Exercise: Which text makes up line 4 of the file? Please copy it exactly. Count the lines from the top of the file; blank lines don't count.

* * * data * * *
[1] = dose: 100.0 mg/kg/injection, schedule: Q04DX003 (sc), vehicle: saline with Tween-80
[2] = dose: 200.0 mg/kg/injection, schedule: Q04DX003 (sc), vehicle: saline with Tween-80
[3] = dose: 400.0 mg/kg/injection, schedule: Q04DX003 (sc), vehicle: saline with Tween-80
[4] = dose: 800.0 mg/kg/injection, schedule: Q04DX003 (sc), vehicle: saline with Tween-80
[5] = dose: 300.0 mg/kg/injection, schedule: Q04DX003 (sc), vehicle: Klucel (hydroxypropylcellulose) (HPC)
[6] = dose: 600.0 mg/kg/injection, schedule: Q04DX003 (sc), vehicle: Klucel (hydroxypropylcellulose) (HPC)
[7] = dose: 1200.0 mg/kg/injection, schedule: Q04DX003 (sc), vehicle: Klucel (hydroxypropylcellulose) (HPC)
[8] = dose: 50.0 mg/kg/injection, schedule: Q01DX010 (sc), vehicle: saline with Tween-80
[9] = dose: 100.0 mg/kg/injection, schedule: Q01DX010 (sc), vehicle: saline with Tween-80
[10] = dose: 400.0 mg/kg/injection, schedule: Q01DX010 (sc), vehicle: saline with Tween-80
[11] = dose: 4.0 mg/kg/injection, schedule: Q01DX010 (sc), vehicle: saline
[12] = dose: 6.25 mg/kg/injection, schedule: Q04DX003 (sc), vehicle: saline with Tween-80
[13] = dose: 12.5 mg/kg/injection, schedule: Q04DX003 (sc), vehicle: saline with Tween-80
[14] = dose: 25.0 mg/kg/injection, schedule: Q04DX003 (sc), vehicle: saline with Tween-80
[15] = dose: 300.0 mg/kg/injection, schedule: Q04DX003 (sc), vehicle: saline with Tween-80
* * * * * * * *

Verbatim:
[4] = dose: 800.0 mg/kg/injection, schedule: Q04DX003 (sc), vehicle: saline with Tween-80